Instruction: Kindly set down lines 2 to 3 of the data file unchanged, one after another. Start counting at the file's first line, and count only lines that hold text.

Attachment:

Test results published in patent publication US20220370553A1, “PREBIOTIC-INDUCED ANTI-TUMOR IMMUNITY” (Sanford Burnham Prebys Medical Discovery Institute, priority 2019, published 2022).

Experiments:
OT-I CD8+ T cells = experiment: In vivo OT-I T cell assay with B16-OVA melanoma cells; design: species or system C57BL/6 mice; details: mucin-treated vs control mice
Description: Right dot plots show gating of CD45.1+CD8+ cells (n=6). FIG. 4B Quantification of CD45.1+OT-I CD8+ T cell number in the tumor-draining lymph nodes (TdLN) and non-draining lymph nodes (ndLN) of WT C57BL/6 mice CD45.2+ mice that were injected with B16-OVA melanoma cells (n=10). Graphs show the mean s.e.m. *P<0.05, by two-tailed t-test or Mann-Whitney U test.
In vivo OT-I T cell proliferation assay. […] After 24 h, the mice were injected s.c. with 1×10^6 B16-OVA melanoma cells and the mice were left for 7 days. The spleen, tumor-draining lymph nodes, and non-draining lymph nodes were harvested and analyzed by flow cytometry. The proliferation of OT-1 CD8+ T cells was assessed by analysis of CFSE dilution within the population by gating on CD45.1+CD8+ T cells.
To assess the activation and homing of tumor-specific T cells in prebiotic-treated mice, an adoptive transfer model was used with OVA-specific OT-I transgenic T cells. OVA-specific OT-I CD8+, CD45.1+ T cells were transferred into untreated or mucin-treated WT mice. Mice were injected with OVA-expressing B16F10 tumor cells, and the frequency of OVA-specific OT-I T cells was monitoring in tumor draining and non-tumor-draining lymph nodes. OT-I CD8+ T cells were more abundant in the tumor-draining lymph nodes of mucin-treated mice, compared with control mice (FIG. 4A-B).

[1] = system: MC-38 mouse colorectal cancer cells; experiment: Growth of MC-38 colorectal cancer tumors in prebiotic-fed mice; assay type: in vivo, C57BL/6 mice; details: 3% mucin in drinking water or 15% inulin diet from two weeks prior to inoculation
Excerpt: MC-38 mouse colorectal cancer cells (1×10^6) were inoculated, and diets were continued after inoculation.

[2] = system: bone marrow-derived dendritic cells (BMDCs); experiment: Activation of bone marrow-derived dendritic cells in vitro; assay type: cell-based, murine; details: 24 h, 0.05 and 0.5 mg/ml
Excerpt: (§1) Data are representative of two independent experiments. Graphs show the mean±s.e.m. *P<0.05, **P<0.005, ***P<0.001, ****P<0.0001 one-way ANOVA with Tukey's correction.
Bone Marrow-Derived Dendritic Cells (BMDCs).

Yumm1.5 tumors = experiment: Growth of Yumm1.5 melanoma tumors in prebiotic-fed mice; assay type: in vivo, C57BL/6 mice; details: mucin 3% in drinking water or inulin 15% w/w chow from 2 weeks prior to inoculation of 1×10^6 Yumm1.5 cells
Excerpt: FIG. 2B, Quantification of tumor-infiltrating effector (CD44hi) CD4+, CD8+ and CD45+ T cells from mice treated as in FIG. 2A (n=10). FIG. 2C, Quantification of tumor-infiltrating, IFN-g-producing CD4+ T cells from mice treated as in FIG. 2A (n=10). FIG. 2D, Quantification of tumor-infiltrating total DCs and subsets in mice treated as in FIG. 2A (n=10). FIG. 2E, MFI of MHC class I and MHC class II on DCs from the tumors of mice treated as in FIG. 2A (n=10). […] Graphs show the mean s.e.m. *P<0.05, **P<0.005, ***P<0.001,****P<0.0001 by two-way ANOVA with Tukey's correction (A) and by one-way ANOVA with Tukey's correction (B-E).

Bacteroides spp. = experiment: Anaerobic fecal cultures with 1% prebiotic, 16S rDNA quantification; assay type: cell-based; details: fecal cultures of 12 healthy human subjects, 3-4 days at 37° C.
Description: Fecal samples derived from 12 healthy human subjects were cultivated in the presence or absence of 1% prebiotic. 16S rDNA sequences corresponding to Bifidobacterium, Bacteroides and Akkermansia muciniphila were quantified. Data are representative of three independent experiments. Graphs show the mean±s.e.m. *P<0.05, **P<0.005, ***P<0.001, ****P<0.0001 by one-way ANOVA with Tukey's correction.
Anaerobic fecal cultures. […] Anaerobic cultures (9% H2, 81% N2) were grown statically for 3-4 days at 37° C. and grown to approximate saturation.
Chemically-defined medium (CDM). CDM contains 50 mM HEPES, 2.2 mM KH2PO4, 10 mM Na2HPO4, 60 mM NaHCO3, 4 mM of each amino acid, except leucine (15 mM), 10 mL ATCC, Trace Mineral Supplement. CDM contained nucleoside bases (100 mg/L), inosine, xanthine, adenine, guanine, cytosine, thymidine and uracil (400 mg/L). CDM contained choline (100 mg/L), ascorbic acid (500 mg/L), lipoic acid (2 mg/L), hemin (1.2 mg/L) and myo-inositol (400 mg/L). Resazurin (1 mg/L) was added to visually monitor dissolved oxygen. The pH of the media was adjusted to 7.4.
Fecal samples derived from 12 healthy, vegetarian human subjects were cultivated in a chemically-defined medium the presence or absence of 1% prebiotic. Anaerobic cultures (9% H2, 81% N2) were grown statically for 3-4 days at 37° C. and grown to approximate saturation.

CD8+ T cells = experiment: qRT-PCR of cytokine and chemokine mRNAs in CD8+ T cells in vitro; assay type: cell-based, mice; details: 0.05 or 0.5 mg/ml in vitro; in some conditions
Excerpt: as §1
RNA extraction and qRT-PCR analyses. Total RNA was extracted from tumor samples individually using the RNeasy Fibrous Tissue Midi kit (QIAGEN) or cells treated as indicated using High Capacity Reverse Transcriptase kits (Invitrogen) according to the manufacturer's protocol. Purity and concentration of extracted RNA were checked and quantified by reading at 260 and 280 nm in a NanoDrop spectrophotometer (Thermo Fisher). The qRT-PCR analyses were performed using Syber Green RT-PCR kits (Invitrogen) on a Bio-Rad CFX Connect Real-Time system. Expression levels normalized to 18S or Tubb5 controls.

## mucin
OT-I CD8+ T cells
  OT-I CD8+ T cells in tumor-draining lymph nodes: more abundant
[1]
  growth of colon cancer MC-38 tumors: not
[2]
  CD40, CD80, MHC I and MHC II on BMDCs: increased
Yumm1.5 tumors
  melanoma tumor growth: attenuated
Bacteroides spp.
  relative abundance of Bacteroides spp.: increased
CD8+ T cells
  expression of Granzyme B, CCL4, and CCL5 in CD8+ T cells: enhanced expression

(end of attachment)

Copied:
Experiments:
OT-I CD8+ T cells = experiment: In vivo OT-I T cell assay with B16-OVA melanoma cells; design: species or system C57BL/6 mice; details: mucin-treated vs control mice